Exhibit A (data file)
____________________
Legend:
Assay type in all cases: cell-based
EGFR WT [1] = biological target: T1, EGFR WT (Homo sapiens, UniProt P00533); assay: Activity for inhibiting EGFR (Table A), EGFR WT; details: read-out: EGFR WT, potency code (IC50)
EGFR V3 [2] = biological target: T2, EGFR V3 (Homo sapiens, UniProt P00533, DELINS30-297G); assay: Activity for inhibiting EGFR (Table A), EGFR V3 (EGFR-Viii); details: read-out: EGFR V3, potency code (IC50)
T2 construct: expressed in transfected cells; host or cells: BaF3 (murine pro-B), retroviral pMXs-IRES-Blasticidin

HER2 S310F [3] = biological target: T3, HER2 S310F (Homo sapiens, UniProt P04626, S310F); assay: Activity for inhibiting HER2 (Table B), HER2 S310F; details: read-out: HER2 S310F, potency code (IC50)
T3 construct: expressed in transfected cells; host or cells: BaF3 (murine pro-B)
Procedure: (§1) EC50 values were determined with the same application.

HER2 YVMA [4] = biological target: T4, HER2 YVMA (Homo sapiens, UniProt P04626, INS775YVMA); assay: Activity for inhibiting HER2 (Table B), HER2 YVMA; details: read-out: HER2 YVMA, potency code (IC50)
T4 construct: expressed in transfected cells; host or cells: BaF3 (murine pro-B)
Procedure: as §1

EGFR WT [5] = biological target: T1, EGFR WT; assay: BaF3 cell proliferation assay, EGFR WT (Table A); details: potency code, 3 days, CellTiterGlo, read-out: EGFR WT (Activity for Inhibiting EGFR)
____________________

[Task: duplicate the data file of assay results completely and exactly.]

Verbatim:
Legend:
Assay type in all cases: cell-based
EGFR WT [1] = biological target: T1, EGFR WT (Homo sapiens, UniProt P00533); assay: Activity for inhibiting EGFR (Table A), EGFR WT; details: read-out: EGFR WT, potency code (IC50)
EGFR V3 [2] = biological target: T2, EGFR V3 (Homo sapiens, UniProt P00533, DELINS30-297G); assay: Activity for inhibiting EGFR (Table A), EGFR V3 (EGFR-Viii); details: read-out: EGFR V3, potency code (IC50)
T2 construct: expressed in transfected cells; host or cells: BaF3 (murine pro-B), retroviral pMXs-IRES-Blasticidin

HER2 S310F [3] = biological target: T3, HER2 S310F (Homo sapiens, UniProt P04626, S310F); assay: Activity for inhibiting HER2 (Table B), HER2 S310F; details: read-out: HER2 S310F, potency code (IC50)
T3 construct: expressed in transfected cells; host or cells: BaF3 (murine pro-B)
Procedure: (§1) EC50 values were determined with the same application.

HER2 YVMA [4] = biological target: T4, HER2 YVMA (Homo sapiens, UniProt P04626, INS775YVMA); assay: Activity for inhibiting HER2 (Table B), HER2 YVMA; details: read-out: HER2 YVMA, potency code (IC50)
T4 construct: expressed in transfected cells; host or cells: BaF3 (murine pro-B)
Procedure: as §1

EGFR WT [5] = biological target: T1, EGFR WT; assay: BaF3 cell proliferation assay, EGFR WT (Table A); details: potency code, 3 days, CellTiterGlo, read-out: EGFR WT (Activity for Inhibiting EGFR)